Prime Minister Edouard Philippe confirmed the use of Constitution article 49.3 article in the afternoon on Saturday February 29, after a Council of Ministers that took place at midday. The move was unexpected, as the meeting had previously been reported as an emergency discussion on coronavirus.
The use of article 49.3 enables the government to adopt its text on pension reform without putting it to a wider vote, unless a majority of MPs vote in a motion to censure it.
This is unlikely, despite continued opposition from parties La France Insoumise and Communistes.
Why article 49.3?
The government has said that the use of article 49.3 is necessary to overcome the current state of “blockage”, because it is aiming to get the reform voted through ahead of municipal elections on March 15 and 22.
By 13h on Saturday, just eight articles had been voted on, in a law that has 65 articles in total. Similarly, just 5,951 amendments had been examined since the bill began discussion in the Assemblée, with 29.504 left to examine - making the government’s March 15 deadline appear impossible.
The Constitution states that the use of article 49.3 - as a means to overcome continued blocks by opposing parties in the chamber - rests with the Prime Minister, but the move has also been approved by President Emmanuel Macron.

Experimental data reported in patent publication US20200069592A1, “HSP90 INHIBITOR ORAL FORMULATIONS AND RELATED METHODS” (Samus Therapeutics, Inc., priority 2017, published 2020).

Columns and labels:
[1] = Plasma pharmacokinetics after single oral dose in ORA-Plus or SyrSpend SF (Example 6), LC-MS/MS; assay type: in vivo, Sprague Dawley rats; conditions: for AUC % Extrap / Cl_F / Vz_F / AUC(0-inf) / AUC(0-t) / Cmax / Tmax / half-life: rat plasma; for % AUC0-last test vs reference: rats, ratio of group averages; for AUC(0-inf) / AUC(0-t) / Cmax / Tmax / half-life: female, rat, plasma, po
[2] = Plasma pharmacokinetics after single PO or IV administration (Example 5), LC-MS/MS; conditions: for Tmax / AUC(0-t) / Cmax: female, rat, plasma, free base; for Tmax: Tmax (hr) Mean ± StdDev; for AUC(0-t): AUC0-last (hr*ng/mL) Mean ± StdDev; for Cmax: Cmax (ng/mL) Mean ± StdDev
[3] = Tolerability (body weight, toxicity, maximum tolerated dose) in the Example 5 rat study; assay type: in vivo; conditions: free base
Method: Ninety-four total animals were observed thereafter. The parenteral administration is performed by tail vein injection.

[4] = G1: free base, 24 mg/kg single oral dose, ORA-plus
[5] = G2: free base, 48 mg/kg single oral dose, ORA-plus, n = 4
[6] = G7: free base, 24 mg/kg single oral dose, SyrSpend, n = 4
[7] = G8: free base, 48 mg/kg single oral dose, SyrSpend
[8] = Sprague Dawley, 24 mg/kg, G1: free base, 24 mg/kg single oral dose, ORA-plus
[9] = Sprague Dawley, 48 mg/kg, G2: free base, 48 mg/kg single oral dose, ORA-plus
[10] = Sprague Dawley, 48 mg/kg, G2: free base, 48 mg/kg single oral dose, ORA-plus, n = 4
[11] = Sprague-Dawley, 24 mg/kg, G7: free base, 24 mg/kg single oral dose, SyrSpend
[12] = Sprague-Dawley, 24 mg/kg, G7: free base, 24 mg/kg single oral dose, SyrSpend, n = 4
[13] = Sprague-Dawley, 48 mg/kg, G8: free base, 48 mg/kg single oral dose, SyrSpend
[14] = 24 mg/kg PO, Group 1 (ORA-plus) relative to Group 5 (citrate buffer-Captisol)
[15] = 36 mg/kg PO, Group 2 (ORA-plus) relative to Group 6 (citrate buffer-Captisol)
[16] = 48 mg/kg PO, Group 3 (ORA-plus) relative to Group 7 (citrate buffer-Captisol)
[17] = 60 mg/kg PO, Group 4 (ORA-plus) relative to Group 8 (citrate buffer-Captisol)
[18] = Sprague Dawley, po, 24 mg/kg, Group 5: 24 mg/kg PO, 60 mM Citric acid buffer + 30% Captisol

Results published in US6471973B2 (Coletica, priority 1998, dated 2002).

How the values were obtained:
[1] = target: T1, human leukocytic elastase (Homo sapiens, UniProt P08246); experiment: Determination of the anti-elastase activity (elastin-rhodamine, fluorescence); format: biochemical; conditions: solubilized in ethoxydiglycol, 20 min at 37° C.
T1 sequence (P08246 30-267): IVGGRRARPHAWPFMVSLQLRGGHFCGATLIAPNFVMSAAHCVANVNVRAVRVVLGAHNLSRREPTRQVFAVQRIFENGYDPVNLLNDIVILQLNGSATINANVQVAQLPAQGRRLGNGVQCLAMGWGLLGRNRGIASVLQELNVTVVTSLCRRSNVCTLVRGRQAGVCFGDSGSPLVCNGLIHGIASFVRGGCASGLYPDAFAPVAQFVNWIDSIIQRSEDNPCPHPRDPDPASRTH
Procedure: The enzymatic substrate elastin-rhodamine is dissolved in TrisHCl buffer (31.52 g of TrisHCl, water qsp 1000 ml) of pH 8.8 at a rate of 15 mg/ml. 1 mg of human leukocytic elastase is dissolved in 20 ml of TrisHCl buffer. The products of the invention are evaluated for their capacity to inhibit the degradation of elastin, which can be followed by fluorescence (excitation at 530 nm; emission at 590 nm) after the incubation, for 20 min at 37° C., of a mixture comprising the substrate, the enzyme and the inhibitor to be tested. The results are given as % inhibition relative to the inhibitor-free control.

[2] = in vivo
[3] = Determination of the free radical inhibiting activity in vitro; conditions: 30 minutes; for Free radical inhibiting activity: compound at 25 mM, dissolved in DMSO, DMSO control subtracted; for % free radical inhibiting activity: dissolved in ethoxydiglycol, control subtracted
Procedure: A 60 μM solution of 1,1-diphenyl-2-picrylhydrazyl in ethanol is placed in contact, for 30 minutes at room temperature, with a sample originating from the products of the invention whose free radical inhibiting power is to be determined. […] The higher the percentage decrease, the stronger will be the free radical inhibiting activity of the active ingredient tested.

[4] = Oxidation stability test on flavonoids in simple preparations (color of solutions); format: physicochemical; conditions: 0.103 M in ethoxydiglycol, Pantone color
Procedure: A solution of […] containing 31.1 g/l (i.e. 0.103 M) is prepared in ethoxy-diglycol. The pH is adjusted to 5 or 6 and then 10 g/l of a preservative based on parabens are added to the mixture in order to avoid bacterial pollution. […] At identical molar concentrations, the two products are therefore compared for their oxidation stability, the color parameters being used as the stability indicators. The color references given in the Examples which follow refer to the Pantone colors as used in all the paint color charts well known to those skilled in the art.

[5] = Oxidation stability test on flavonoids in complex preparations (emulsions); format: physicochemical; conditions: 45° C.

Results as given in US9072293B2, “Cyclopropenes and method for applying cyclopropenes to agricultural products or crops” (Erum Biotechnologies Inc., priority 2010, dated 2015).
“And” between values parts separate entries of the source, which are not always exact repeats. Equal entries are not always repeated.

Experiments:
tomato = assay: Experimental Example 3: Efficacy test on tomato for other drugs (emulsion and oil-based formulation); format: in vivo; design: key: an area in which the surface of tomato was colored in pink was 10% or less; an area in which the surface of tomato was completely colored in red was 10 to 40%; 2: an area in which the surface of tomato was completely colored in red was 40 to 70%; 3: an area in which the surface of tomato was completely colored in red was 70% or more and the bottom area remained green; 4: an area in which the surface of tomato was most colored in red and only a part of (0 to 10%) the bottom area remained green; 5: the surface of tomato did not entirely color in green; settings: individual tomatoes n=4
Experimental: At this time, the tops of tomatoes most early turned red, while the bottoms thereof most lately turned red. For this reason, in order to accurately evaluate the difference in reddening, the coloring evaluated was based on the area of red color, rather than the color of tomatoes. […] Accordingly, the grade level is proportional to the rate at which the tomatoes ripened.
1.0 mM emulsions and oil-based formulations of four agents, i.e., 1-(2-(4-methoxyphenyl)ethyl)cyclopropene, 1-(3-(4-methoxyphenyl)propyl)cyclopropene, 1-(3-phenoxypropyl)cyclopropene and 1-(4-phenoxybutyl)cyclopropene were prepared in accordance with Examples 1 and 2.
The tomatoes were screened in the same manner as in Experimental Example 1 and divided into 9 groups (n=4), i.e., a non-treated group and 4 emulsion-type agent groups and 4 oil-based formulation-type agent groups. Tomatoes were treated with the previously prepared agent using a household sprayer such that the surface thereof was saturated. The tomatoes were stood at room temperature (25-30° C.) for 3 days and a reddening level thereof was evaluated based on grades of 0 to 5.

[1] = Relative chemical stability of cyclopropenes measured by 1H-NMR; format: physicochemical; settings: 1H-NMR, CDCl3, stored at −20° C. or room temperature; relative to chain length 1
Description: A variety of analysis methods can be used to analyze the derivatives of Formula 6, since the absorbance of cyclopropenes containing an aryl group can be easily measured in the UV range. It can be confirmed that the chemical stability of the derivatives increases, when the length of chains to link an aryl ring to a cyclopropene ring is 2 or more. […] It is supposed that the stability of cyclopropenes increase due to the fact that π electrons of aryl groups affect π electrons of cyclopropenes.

Head of the LREM party Gilles Le Gendre welcomed the government’s decision, but other MPs - even among the ruling party - have criticised the move.
Éric Poulliat, LREM MP of Gironde, said: “This is a failing of parliamentary democracy, and I am disappointed. We should have been able to have a calmer atmosphere. There is a feeling of incomprehension; of a waste.”
Another MP, Aurélien Taché, said: “The management of this bill has been very strange. We never had enough information from the government on the financing [of it]. The risk now is that people will only remember [the use of article] 49.3 about this reform.”
Union strike response
Union bosses from unions CGT, FO, Solidaires, and FSU (plus youth organisations) - which are opposed to a points-based, universal pension system - have said they will meet on Monday morning to discuss new strike action in response, for “as early as next week”.
CGT general secretary Philippe Martinez said: “When you cannot convince, you coerce; that is typically what the government does.”
The news could see new protests as early as next week, the CGT said.
This is in contrast to previous protest plans, which unions had said could be pushed as far as March 31, after two and half months of continuous protests, and 10 cross-profession days held between December 5, 2019 and February 20, 2020.
Mr Martinez added that the government’s behaviour had been “peculiar”.
He said : “[It] called an extraordinary Council of Ministers meeting to discuss a health problem that is hitting the country and the planet [coronavirus], and it came out with [a decision on article] 49.3. That is very strange.”
Yet, on the subject of coronavirus controversy, Mr Philippe said: “Our country is strong. Coronavirus will not stop Parliament and other institutions from functioning.”
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